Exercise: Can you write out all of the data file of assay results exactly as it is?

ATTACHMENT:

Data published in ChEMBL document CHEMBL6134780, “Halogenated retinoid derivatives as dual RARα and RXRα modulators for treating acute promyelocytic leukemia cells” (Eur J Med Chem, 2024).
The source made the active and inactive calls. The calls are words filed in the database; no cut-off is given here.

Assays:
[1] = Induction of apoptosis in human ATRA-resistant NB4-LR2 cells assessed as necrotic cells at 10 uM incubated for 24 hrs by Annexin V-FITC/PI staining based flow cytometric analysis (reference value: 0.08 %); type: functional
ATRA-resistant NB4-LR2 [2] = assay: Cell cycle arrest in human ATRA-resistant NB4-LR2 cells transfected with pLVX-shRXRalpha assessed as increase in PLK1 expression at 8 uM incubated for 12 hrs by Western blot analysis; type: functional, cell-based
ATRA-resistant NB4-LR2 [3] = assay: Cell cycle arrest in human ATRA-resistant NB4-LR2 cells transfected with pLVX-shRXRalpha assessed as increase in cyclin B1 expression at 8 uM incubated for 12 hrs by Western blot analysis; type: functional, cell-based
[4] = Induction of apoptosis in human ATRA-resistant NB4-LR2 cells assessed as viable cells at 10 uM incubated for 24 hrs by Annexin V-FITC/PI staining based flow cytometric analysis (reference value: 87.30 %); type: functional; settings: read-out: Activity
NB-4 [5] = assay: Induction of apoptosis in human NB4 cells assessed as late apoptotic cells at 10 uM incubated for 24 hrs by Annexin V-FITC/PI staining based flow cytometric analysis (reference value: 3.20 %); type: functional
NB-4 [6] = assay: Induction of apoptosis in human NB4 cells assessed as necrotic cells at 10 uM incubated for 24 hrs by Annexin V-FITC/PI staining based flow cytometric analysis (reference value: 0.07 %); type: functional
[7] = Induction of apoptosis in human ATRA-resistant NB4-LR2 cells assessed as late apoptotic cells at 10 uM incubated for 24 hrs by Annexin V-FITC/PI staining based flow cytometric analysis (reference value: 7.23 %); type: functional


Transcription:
Data published in ChEMBL document CHEMBL6134780, “Halogenated retinoid derivatives as dual RARα and RXRα modulators for treating acute promyelocytic leukemia cells” (Eur J Med Chem, 2024).
The source made the active and inactive calls. The calls are words filed in the database; no cut-off is given here.

Assays:
[1] = Induction of apoptosis in human ATRA-resistant NB4-LR2 cells assessed as necrotic cells at 10 uM incubated for 24 hrs by Annexin V-FITC/PI staining based flow cytometric analysis (reference value: 0.08 %); type: functional
ATRA-resistant NB4-LR2 [2] = assay: Cell cycle arrest in human ATRA-resistant NB4-LR2 cells transfected with pLVX-shRXRalpha assessed as increase in PLK1 expression at 8 uM incubated for 12 hrs by Western blot analysis; type: functional, cell-based
ATRA-resistant NB4-LR2 [3] = assay: Cell cycle arrest in human ATRA-resistant NB4-LR2 cells transfected with pLVX-shRXRalpha assessed as increase in cyclin B1 expression at 8 uM incubated for 12 hrs by Western blot analysis; type: functional, cell-based
[4] = Induction of apoptosis in human ATRA-resistant NB4-LR2 cells assessed as viable cells at 10 uM incubated for 24 hrs by Annexin V-FITC/PI staining based flow cytometric analysis (reference value: 87.30 %); type: functional; settings: read-out: Activity
NB-4 [5] = assay: Induction of apoptosis in human NB4 cells assessed as late apoptotic cells at 10 uM incubated for 24 hrs by Annexin V-FITC/PI staining based flow cytometric analysis (reference value: 3.20 %); type: functional
NB-4 [6] = assay: Induction of apoptosis in human NB4 cells assessed as necrotic cells at 10 uM incubated for 24 hrs by Annexin V-FITC/PI staining based flow cytometric analysis (reference value: 0.07 %); type: functional
[7] = Induction of apoptosis in human ATRA-resistant NB4-LR2 cells assessed as late apoptotic cells at 10 uM incubated for 24 hrs by Annexin V-FITC/PI staining based flow cytometric analysis (reference value: 7.23 %); type: functional